The largest of the islands that dot San Francisco Bay, Angel Island has an especially strong appeal for the camping and backpacking set. No surprise why: Just a short ferry ride from downtown (or a kayak ride from Sausalito), this rocky island and state park beckons with an intriguing paradox: the feeling of being in solitude, yet smack in the middle of the bay, surrounded by San Francisco, the East Bay, and the Marin headlands. The drawback? It’s so popular, you’ll have to snag reservations for its nine camping spots about six months in advance.
What Makes It Great
Though some of the campsites seem a tad close together, and you’ll likely run into other hikers on the island’s Perimeter Road (there’s even a Segway rental spot), 13 miles of hiking and biking trails make it possible to find some solitude. Be sure to venture to the peak of 788-foot Mount Livermore—but the good news is that, from your campsite, you’re already about halfway to the top.
Plus, the small island packs in a surprisingly large amount of fascinating history, much of which is still reflected in several time-worn buildings. Before becoming a state park in 1958, Angel Island served as a resting spot for Spanish explorer Juan de Ayala, a cattle ranch a U.S. Army post, and the site of immigrant processing from 1910 to 1940. It was also a holding spot for Japanese and German POWs during World War II and a stopover spot from American soldiers returning from the Pacific. In the 1950s and 60s, it housed a Nike missile base. The island’s historical significance still continues today, with two active Coast Guard stations, at Point Blunt and Point Stuart, and remnants like WWII-era Fort McDowell, with its abandoned, stripped-out barracks.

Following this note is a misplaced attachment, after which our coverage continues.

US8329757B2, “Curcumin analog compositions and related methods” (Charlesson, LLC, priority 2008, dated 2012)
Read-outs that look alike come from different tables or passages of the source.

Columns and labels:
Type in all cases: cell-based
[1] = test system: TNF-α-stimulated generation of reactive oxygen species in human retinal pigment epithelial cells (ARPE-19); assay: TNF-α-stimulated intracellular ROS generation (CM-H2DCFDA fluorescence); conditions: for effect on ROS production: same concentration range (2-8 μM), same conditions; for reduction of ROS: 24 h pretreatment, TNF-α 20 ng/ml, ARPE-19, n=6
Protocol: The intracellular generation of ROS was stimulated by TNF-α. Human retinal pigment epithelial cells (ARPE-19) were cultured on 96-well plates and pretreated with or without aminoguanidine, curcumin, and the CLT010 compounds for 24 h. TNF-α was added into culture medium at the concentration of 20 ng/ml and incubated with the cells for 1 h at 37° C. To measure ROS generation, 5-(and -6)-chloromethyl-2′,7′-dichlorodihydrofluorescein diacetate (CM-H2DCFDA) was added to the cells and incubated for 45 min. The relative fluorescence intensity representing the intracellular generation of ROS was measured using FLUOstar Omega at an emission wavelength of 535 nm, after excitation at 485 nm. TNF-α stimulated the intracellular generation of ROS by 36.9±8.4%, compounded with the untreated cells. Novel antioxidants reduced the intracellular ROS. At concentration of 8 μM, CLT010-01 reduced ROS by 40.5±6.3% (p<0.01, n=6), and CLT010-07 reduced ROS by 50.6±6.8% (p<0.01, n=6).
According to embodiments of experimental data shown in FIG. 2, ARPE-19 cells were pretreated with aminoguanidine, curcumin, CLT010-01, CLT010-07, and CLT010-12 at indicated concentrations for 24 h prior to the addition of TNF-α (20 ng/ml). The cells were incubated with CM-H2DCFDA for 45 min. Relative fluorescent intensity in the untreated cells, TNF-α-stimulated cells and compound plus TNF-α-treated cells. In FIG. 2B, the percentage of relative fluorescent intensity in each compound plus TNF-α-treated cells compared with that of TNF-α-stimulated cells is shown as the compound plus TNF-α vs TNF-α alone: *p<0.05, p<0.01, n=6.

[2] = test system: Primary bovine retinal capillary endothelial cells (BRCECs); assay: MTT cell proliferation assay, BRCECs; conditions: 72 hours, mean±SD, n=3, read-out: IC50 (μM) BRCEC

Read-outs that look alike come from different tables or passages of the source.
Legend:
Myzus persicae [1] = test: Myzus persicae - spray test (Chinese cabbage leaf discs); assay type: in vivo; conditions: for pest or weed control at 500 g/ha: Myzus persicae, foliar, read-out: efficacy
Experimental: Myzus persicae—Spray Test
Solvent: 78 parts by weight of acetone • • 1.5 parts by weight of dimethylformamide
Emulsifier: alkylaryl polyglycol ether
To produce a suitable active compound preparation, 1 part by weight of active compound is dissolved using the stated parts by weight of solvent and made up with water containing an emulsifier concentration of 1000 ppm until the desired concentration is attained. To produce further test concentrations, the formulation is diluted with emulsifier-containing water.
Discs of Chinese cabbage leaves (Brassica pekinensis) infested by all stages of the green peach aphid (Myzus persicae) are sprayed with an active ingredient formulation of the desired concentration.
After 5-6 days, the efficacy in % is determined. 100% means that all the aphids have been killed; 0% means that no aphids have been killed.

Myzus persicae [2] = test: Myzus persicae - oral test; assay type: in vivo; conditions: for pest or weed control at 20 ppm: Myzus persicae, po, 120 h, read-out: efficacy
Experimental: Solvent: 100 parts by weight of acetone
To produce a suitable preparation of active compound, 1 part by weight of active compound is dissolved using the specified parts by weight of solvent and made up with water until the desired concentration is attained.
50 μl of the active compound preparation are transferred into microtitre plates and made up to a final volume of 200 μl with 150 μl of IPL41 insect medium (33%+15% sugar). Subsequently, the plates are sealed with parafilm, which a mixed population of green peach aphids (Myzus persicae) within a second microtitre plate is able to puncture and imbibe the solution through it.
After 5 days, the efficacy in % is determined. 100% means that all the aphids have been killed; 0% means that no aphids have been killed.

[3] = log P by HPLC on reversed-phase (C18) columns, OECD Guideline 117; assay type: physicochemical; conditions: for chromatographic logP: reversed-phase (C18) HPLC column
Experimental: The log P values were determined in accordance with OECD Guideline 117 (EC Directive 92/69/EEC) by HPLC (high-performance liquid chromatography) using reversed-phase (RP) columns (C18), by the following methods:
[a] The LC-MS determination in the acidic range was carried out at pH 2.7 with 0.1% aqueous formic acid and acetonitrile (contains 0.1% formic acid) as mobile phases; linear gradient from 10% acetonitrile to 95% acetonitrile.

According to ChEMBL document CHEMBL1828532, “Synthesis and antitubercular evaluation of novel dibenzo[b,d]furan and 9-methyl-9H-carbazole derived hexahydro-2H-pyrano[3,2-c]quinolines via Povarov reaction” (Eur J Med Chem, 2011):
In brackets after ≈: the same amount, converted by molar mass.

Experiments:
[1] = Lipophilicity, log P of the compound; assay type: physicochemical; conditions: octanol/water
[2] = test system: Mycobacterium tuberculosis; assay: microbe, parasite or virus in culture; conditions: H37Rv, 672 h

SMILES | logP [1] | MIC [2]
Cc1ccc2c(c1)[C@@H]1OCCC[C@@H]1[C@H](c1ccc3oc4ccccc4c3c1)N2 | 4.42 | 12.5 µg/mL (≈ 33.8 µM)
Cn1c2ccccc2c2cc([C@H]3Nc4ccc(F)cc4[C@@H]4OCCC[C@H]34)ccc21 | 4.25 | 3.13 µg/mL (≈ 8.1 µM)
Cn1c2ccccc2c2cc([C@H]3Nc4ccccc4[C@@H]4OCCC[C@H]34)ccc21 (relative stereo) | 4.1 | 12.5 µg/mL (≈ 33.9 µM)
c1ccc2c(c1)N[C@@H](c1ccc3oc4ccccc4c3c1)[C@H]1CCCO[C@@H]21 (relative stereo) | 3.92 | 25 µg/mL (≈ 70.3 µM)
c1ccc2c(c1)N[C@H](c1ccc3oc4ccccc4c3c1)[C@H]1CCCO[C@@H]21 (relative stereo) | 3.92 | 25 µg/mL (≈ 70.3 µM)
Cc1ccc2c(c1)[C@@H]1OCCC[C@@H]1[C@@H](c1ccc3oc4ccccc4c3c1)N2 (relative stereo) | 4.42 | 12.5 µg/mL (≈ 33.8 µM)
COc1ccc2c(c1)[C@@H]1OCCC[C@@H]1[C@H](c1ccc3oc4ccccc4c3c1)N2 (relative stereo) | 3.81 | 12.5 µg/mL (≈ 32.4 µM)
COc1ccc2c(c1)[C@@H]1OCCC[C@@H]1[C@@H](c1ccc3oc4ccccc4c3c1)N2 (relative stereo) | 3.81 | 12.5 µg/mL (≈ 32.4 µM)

Keep in mind that Sites 4, 5, and 6 have unforgettable views of the Golden Gate Bridge, but whipping winds that just might snap your tent up, so stake it accordingly. Sites 7, 8, and 9, on the east side, offer views of the East Bay and more protection from the wind. Sites share a common open space, an outhouse, and are equipped with barbeque pits and picnic tables—sadly, no fire pits.
Who is Going to Love It
Urban adventurers looking to escape the grind of the city without having to drive for an hour (or three, depending on traffic), as well as families with kids, will love the easy accessibility of Angel Island. Coming in on a kayak? The Reynolds campsite is the one for you, with space for up to 20 people.